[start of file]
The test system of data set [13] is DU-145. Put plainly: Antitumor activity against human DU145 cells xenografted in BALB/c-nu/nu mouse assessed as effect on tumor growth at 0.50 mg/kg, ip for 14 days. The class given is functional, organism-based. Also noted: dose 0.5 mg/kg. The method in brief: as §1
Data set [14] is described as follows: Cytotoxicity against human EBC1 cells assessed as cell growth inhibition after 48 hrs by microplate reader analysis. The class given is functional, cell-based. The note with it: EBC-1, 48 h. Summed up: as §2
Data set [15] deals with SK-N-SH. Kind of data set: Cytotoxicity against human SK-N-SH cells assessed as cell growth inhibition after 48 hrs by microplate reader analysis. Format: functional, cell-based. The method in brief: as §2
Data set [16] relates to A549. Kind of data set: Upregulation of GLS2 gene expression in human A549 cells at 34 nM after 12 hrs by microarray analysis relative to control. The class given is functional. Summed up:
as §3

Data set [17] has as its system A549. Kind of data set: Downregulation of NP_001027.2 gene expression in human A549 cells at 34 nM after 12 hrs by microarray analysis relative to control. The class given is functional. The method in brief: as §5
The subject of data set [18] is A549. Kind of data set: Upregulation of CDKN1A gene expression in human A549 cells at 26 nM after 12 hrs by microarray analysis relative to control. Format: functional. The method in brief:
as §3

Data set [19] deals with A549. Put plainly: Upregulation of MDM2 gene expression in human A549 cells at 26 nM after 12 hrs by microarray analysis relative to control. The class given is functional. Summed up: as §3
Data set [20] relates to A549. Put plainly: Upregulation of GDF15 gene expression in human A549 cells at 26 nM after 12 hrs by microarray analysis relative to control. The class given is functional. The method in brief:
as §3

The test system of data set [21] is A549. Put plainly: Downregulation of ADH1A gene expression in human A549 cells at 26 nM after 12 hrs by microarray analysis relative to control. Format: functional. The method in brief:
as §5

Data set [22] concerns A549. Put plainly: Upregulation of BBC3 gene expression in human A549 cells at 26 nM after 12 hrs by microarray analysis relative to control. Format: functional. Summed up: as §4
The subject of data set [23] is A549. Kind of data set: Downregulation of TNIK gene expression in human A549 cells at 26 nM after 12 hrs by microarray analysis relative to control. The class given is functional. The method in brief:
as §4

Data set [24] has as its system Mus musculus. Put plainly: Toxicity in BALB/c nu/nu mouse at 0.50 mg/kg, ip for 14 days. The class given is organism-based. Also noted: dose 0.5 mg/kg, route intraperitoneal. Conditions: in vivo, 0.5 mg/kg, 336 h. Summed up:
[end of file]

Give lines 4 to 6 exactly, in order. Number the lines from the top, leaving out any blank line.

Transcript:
Data set [16] relates to A549. Kind of data set: Upregulation of GLS2 gene expression in human A549 cells at 34 nM after 12 hrs by microarray analysis relative to control. The class given is functional. Summed up:
as §3

Data set [17] has as its system A549. Kind of data set: Downregulation of NP_001027.2 gene expression in human A549 cells at 34 nM after 12 hrs by microarray analysis relative to control. The class given is functional. The method in brief: as §5